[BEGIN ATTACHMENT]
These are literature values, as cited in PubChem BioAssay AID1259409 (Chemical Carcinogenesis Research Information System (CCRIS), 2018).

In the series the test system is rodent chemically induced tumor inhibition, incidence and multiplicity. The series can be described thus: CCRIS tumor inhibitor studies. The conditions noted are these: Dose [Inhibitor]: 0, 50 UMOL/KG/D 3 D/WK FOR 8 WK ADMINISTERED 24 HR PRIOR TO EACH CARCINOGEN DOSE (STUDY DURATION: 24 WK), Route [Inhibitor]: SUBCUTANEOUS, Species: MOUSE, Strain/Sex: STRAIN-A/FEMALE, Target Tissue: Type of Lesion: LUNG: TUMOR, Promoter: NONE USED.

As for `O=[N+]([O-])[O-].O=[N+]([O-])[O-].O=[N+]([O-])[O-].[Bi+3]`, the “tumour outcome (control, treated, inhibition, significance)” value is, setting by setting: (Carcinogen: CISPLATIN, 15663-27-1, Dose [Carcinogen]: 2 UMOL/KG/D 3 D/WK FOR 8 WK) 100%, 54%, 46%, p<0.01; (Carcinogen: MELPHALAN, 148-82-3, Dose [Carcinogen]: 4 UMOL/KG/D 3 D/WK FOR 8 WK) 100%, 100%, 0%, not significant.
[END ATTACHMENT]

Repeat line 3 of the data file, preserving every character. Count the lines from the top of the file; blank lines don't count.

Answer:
As for `O=[N+]([O-])[O-].O=[N+]([O-])[O-].O=[N+]([O-])[O-].[Bi+3]`, the “tumour outcome (control, treated, inhibition, significance)” value is, setting by setting: (Carcinogen: CISPLATIN, 15663-27-1, Dose [Carcinogen]: 2 UMOL/KG/D 3 D/WK FOR 8 WK) 100%, 54%, 46%, p<0.01; (Carcinogen: MELPHALAN, 148-82-3, Dose [Carcinogen]: 4 UMOL/KG/D 3 D/WK FOR 8 WK) 100%, 100%, 0%, not significant.